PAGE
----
I remember being between my Sophomore and Junior years of college and going back to school that fall it seems as though everything had gone crazy. A staid men only engineering school had thrown all the rules out the window; dorms that used to allow no women visitors now it was anything goes. Even in our AFROTC detachment I recall cadets singing antiwar songs at a dining-in as senior officers looked on in shock, some of those songs made famous at Woodstock “It’s one two three what are we fighting for? Don’t tell me I don’t give a damn. Next stop is Vietnam”.

    Of course we now know the foundations of this both in the Church as well as society had been laid decades before; it just all came to fruition at that time.

  7. Just Some Guy says:

    Trying to think of ways to inoculate my 8 and 11 year olds against the demonic dangers of leftism. If this documentary is too graphic, I wonder what other material I can use. Doing my best to raise them with faith and decency.

  8. Laurelmarycecilia says:

    Some look with nostalgia at the 50s. If the 50s were so great, and if the parents so wonderful, and if the culture so ‘christian’ how in the bloody (origin” by Our Lady) world did it result in the 60s hellhole? These malformed ‘hippies’ were formed in the 50s.

  9. OrdinaryCatholic says:

    I once had an argument with my now deceased father-in-law about who was to blame for the whole 60’s debacle. I was in my teens during the sixties and my father in law blamed the kids of the time for the social rebellions that were happening.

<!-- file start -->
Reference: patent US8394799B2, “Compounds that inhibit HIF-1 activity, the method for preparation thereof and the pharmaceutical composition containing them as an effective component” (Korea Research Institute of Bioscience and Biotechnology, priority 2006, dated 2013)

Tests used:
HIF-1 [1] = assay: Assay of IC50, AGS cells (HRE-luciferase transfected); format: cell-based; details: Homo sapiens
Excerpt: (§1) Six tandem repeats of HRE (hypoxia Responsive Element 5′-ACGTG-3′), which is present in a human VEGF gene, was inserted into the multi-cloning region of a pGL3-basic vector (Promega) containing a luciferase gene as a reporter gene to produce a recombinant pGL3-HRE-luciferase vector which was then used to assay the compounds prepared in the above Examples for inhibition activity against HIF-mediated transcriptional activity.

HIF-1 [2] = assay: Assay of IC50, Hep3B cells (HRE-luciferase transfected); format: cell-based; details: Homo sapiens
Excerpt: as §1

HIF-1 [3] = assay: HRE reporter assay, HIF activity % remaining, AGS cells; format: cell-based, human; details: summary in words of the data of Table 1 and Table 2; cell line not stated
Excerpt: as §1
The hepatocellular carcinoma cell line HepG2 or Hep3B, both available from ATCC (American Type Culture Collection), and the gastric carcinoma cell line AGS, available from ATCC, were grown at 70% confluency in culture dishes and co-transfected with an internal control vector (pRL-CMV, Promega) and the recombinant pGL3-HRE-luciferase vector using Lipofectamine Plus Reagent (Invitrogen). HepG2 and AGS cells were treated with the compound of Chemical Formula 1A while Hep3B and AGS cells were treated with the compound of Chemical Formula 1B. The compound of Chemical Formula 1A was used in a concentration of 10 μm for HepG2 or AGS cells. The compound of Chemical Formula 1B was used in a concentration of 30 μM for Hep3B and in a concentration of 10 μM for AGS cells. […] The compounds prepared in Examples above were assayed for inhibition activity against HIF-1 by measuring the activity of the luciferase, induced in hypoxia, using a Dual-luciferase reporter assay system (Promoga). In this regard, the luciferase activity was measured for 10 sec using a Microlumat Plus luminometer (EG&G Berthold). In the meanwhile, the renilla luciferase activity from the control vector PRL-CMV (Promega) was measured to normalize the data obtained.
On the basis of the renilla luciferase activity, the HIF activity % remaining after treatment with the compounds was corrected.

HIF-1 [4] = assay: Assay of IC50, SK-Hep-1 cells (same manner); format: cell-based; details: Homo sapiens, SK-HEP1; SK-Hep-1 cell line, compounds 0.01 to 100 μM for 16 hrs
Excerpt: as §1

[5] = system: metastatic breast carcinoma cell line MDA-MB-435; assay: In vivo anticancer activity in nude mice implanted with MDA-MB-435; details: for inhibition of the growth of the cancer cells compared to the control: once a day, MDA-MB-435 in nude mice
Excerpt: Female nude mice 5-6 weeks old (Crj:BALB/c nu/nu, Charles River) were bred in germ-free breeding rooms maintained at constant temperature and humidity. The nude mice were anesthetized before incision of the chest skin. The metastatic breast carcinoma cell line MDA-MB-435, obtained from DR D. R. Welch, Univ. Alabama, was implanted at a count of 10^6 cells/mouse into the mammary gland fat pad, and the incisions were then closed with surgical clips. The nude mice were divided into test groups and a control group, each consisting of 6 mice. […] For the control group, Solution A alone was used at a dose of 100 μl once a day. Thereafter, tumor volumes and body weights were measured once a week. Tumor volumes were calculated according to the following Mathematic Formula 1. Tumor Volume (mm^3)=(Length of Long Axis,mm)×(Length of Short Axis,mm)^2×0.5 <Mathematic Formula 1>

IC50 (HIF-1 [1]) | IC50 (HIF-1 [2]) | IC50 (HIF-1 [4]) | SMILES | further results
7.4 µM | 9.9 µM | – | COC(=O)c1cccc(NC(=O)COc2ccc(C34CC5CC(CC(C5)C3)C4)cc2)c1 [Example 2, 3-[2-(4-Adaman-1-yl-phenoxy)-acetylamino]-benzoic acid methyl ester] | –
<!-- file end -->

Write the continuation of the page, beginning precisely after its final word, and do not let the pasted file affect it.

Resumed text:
I asked him whose generation was running the government at the time. I asked whose generation was teaching the kids at the time. I asked him whose generation were the professors in college at the time. I asked him whose generation were the parents at the time. I asked him whose generation were the journalists at the time who HATED Nixon and his war and demoralizing our nation every night on the news. My father in law did not have much to say at the time.

    I told him that his generation could have prevented most of what happened in the sixties since they were the prevailing authority at the time, not the kids. They could have stopped the kids from demonstrating on campus. They could have fired professors who sided with the kids of the time to reject institutions such as the military, church, education and so forth. The Timothy Learys, Jane Fondas, Stokely Carmichaels, Abbie Hoffmans, Angela Davis et al could have been stopped then and there, but it never happened. The adults wanted to appear cool to the kids. I remember how ridiculous it sounded at the time hearing my teacher saying “Groovy man..” Sure, there was enough blame to go around but children do not usually run the show unless allowed and helped along by parents.

    I didn’t go to Woodstock. Why? My Catholic parents did not allow me. I’ve seen the Woodstock movie they made a while back and I remember thinking how sad I felt seeing all those kids on that farm oblivious to the world and thinking they were right in everything. Those kids are the adults now. They run the show again and look where it has led us.

  10. teomatteo says:

    ” … i saw satan laughing with delight the Day the Music Died.” D. McLean, 1971

  11. Bob B. says: